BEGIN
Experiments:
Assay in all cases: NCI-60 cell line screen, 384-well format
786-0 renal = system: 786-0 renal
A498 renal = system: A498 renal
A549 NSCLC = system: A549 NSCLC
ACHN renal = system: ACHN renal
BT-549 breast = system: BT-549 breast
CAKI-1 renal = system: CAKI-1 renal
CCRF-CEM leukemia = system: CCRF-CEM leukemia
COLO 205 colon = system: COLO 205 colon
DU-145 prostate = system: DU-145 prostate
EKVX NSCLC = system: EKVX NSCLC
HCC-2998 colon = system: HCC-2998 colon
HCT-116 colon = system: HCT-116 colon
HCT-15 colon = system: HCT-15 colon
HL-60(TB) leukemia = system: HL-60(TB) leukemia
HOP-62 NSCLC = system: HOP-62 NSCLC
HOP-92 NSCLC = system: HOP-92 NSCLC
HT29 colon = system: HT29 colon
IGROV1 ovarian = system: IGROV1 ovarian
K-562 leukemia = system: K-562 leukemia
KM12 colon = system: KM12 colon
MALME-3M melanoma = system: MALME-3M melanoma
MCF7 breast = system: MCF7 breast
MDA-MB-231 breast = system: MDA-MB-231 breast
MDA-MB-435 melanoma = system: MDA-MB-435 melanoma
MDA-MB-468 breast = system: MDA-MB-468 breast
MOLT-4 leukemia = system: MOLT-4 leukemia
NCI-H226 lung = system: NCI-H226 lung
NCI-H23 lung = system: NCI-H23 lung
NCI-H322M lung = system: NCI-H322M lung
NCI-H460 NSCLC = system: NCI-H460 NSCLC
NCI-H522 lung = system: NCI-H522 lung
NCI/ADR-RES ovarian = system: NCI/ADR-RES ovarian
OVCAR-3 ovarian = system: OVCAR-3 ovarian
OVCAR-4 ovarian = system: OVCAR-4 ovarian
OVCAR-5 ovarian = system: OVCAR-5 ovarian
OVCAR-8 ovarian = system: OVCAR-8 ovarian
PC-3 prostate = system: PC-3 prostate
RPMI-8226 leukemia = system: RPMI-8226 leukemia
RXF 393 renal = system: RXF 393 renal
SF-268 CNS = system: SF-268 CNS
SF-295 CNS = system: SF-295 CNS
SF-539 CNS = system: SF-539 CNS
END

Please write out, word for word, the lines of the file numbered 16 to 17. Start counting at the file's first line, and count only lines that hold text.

HL-60(TB) leukemia = system: HL-60(TB) leukemia
HOP-62 NSCLC = system: HOP-62 NSCLC